Are You Being Supportive?

By Robert Elmer III on December 30, 2015 in Memory, Seniors

Here we are again, about to turn the corner into a New Year. With every New Year we have the opportunity to write a new 365 page book and we should be doing our best to make it the best book ever. This is especially true if you’re a caregiver of a loved one with Alzheimer’s dementia. How did your caregiver book read for this past year and how would you like it to read for 2016?
Being consistently supportive of your loved one is critical and I’ll admit that it’s not always easy. After all, there are people that are really cut out to be quality caregivers and others, not so much. When I lecture my Nursing School students I congratulate them on choosing such a diversified career. I also remind them that if Geriatrics or Pediatrics is not their choice or working in surgery, that doesn’t make them bad people. I have a dear personal friend that I met while she was in nursing school nearly 50 years ago. She became a member of a cardiac surgical team upon graduation and frankly she wouldn’t do anything else. If she had to work as a “Charge Nurse” in a hospital or nursing home, she’d be miserable.
Unfortunately, there are many of you informal, at home, caregivers of loved ones with dementia that don’t have a choice in the matter. For whatever reason, “tag, you’re it.” In spite of that unfortunate roll of the dice, you have a responsibility to be as supportive of your loved one as possible. It is with that in mind that I thought I’d give you a little quiz to see how well you’re doing in being supportive. Geriatricians have identified 15 behaviors which are considered to be supportive of the psychosocial needs of the elderly with dementia. As you go down this list, ask yourself how you’re doing in providing supportive behavior. 1. Do you bring yourself to the residents eye level? 2. Do you greet them warmly? 3. Do you introduce yourself? 4. Do you smile? 5. Do you refer to them by the name they prefer? 6. Are you patient and unhurried? 7. Do you adjust to their pace and not hurry them? 8. Do you adjust to any of their sensory losses? 9. Do you make appropriate physical contact? 10. You’re not patronizing? 11. Are you making sure they are comfortable and safe? 12. Do you reminisce with them? 13. Do you explain procedures and sensations with them? 14. Do you give them a choice? 15. Do you sincerely encourage and compliment them?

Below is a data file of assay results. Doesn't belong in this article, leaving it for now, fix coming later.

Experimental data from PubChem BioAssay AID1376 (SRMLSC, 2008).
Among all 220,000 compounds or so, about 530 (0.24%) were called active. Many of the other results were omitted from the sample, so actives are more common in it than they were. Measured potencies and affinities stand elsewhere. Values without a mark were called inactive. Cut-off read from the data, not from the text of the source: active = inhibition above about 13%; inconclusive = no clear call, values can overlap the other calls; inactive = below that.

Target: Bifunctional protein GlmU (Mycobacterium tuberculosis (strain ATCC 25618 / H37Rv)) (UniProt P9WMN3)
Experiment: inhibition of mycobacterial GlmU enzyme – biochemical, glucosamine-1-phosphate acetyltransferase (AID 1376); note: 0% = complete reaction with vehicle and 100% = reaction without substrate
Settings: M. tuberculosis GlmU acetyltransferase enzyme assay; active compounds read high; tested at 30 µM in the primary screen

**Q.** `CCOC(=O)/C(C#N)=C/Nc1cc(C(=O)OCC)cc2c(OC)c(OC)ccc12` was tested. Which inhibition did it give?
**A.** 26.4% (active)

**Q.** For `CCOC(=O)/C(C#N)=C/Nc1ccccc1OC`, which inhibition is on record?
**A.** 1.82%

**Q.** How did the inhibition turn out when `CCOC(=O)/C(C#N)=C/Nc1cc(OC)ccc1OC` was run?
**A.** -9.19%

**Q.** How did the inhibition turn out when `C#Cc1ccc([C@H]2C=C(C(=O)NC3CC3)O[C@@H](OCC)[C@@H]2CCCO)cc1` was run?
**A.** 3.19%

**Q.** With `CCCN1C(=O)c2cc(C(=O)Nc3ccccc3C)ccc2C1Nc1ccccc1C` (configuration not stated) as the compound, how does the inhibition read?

As you went through this list were you able to identify any areas where you could improve? Even the best of the best have those days when they need to take a time out. I’ve said it before, there is no such thing as a perfect caregiver. Regardless of your professional “walk in life” we all have those days when we just need to take a “time out” or day off.
I was blessed with two daughters who turned out to be exceptional students and as they grew older turned into exceptional citizens. They worked hard and their mother and I recognized that. We also realized that there were going to be days when they would simply need to “charge their batteries” and we encouraged them to come to us when they needed a day off rather than play hookey. It’s no different for you caregivers.
Being supportive of your love one in the ways listed will go a long way to making your job easier. That doesn’t mean you shouldn’t take advantage of the many resources available to you to charge your batteries. Adult Day Centers, other family members or friends and professional at home companion services can all contribute to happier days for all concerned.
As always remember we need to Join the Journey.

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